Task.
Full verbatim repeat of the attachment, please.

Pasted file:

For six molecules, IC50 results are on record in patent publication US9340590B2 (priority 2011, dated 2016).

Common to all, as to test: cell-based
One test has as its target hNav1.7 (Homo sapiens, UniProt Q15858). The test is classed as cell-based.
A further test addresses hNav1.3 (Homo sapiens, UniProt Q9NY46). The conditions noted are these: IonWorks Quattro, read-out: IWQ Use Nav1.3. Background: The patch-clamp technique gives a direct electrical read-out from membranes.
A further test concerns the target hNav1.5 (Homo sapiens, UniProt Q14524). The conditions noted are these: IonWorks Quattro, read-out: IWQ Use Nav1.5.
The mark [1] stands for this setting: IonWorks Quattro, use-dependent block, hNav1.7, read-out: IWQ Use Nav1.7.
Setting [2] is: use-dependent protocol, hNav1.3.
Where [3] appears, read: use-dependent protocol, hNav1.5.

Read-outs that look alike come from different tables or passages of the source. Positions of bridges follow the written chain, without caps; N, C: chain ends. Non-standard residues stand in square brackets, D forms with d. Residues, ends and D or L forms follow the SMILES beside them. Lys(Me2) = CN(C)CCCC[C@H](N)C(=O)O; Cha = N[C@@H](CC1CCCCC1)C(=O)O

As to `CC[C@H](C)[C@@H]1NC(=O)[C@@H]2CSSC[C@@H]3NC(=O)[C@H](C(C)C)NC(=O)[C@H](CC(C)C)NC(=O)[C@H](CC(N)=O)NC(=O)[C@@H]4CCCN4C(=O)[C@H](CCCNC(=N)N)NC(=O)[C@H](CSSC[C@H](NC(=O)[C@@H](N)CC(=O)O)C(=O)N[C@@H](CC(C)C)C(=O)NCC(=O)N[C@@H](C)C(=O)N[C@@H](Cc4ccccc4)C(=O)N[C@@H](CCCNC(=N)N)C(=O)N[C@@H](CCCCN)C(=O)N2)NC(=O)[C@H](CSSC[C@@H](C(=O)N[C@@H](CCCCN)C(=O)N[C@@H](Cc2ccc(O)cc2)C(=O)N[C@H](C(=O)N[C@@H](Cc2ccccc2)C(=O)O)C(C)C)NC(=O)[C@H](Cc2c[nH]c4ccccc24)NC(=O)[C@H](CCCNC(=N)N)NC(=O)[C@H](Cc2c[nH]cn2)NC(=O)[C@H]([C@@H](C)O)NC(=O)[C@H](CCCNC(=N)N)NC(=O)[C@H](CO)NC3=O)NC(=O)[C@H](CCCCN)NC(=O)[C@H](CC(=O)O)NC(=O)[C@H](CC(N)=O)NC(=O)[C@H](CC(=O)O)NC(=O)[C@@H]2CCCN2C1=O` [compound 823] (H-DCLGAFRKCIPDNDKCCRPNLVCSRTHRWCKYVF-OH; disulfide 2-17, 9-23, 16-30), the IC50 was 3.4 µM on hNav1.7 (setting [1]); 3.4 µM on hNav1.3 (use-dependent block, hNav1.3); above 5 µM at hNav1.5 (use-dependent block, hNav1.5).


For six molecules, IC50 results are on record in patent publication US9340590B2 (priority 2011, dated 2016).

Common to all, as to test: cell-based
One test has as its target hNav1.7 (Homo sapiens, UniProt Q15858). The test is classed as cell-based.
A further test addresses hNav1.3 (Homo sapiens, UniProt Q9NY46). The conditions noted are these: IonWorks Quattro, read-out: IWQ Use Nav1.3. Background: The patch-clamp technique gives a direct electrical read-out from membranes.
A further test concerns the target hNav1.5 (Homo sapiens, UniProt Q14524). The conditions noted are these: IonWorks Quattro, read-out: IWQ Use Nav1.5.
The mark [1] stands for this setting: IonWorks Quattro, use-dependent block, hNav1.7, read-out: IWQ Use Nav1.7.
Setting [2] is: use-dependent protocol, hNav1.3.
Where [3] appears, read: use-dependent protocol, hNav1.5.

Read-outs that look alike come from different tables or passages of the source. Positions of bridges follow the written chain, without caps; N, C: chain ends. Non-standard residues stand in square brackets, D forms with d. Residues, ends and D or L forms follow the SMILES beside them. Lys(Me2) = CN(C)CCCC[C@H](N)C(=O)O; Cha = N[C@@H](CC1CCCCC1)C(=O)O

As to `CC[C@H](C)[C@@H]1NC(=O)[C@@H]2CSSC[C@@H]3NC(=O)[C@H](C(C)C)NC(=O)[C@H](CC(C)C)NC(=O)[C@H](CC(N)=O)NC(=O)[C@@H]4CCCN4C(=O)[C@H](CCCNC(=N)N)NC(=O)[C@H](CSSC[C@H](NC(=O)[C@@H](N)CC(=O)O)C(=O)N[C@@H](CC(C)C)C(=O)NCC(=O)N[C@@H](C)C(=O)N[C@@H](Cc4ccccc4)C(=O)N[C@@H](CCCNC(=N)N)C(=O)N[C@@H](CCCCN)C(=O)N2)NC(=O)[C@H](CSSC[C@@H](C(=O)N[C@@H](CCCCN)C(=O)N[C@@H](Cc2ccc(O)cc2)C(=O)N[C@H](C(=O)N[C@@H](Cc2ccccc2)C(=O)O)C(C)C)NC(=O)[C@H](Cc2c[nH]c4ccccc24)NC(=O)[C@H](CCCNC(=N)N)NC(=O)[C@H](Cc2c[nH]cn2)NC(=O)[C@H]([C@@H](C)O)NC(=O)[C@H](CCCNC(=N)N)NC(=O)[C@H](CO)NC3=O)NC(=O)[C@H](CCCCN)NC(=O)[C@H](CC(=O)O)NC(=O)[C@H](CC(N)=O)NC(=O)[C@H](CC(=O)O)NC(=O)[C@@H]2CCCN2C1=O` [compound 823] (H-DCLGAFRKCIPDNDKCCRPNLVCSRTHRWCKYVF-OH; disulfide 2-17, 9-23, 16-30), the IC50 was 3.4 µM on hNav1.7 (setting [1]); 3.4 µM on hNav1.3 (use-dependent block, hNav1.3); above 5 µM at hNav1.5 (use-dependent block, hNav1.5).